Cordycepin kills Mycobacterium tuberculosis through hijacking the bacterial adenosine kinase

PloS One
Feng HuangZheng-Guo He

Abstract

Cordycepin is an efficient component of Cordyceps spp, a traditional Chinese medicine widely used for healthcare in China, and has been recently acted as a strong anticancer agent for clinic. However, whether and how it may play a role in combating tuberculosis, caused by Mycobacterium tuberculosis, remains unknown. Here we report that cordycepin can kill Mycobacterium by hijacking the bacterial adenosine kinase (AdoK), a purine salvage enzyme responsible for the phosphorylation of adenosine (Ado) to adenosine monophosphate (AMP). We show that cordycepin is a poor AdoK substrate but it competitively inhibits the catalytic activity of AdoK for adenosine phosphorylation. Cordycepin does not affect the activity of the human adenosine kinase (hAdoK), whereas hAdoK phosphorylates cordycepin to produce a new monophosphate derivative. Co-use of cordycepin and deoxycoformycin, an inhibitor of adenosine deaminase (ADD), more efficiently kills M. bovis and M. tuberculosis. The add-deleted mycobacterium is more sensitive to cordycepin. This study characterized cordycepin as a new mycobactericidal compound and also uncovered a potential anti-mycobacterial mechanism.

References

Jan 1, 1976·Archives of Virology·K Hashimoto, B Simizu
Feb 6, 1996·Proceedings of the National Academy of Sciences of the United States of America·J SpychalaB S Mitchell
Jun 13, 1998·Antimicrobial Agents and Chemotherapy·A M Sugar, R P McCaffrey
Feb 27, 2001·Medicinal Research Reviews·G CristalliE Camaioni
Oct 26, 2002·European Journal of Pharmacology·Xiaoxia ZhouFred Zepp
Oct 18, 2003·The Journal of Antimicrobial Chemotherapy·Esther W BarrowWilliam W Barrow
Nov 5, 2003·Journal of Bacteriology·Mary C LongWilliam B Parker
Oct 13, 2006·Cancer Chemotherapy and Pharmacology·Wei-Ciao WuBu-Miin Huang
Dec 13, 2006·Journal of Medicinal Chemistry·Steven W MuchmoreClarissa L Jakob
Mar 10, 2007·Current Pharmaceutical Design·William B Parker, Mary C Long
Jun 15, 2007·Cancer Chemotherapy and Pharmacology·Hellinida ThomadakiAndreas Scorilas
Jan 22, 2008·British Journal of Haematology·Lisa S ChenVarsha Gandhi
Dec 20, 2013·Nature Communications·Shichun LunWilliam R Bishai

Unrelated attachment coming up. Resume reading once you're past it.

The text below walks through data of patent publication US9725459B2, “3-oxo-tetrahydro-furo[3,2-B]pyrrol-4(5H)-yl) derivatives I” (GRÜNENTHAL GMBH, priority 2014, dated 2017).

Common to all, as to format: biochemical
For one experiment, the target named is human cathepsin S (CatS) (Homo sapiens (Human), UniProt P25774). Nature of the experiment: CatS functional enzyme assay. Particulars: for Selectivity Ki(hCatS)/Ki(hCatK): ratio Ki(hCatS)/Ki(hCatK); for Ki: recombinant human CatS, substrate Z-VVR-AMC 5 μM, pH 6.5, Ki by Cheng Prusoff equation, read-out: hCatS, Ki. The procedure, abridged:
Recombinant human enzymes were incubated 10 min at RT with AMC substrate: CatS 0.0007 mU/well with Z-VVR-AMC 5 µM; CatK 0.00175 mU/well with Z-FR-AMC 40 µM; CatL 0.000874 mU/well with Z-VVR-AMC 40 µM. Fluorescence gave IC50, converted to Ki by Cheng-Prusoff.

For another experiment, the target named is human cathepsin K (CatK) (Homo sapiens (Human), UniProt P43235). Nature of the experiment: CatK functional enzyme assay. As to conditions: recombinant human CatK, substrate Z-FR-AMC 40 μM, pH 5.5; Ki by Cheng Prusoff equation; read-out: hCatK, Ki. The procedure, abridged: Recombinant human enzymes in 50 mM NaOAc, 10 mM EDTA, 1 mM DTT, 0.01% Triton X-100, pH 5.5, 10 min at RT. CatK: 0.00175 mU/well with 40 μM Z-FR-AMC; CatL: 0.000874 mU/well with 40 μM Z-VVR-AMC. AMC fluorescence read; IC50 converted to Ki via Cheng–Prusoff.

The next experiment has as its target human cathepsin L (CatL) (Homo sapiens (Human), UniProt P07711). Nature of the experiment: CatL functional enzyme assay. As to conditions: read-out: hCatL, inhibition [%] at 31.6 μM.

Jul 11, 2015·Nature Communications·Jan RybnikerStewart T Cole
Oct 11, 2017·Toxicology in Vitro : an International Journal Published in Association with BIBRA·Nipha ChaicharoenaudomrungParinya Noisa

Related Concepts

Cordycepin
Adenosine Kinase
Antitubercular Agents
High Pressure Liquid Chromatography Procedure
Liquid Chromatography
Deoxyadenosines
Dose-Response Relationship, Drug
Fungus Drug Sensitivity Tests
Mycobacterium tuberculosis H37Rv
Single Nucleotide Polymorphism

Related Feeds

Antitubercular Agents (ASM)

Antitubercular agents are pharmacologic agents for treatment of tuberculosis. Discover the latest research on antitubercular agents here.

Attention Disorders

Attention is involved in all cognitive activities, and attention disorders are reported in patients with various neurological diseases. Here are the latest discoveries pertaining to attention disorders.

Antifungals (ASM)

An antifungal, also known as an antimycotic medication, is a pharmaceutical fungicide or fungistatic used to treat and prevent mycosis such as athlete's foot, ringworm, candidiasis, cryptococcal meningitis, and others. Discover the latest research on antifungals here.

Antifungals

An antifungal, also known as an antimycotic medication, is a pharmaceutical fungicide or fungistatic used to treat and prevent mycosis such as athlete's foot, ringworm, candidiasis, cryptococcal meningitis, and others. Discover the latest research on antifungals here.

Antitubercular Agents

Antitubercular agents are pharmacologic agents for treatment of tuberculosis. Discover the latest research on antitubercular agents here.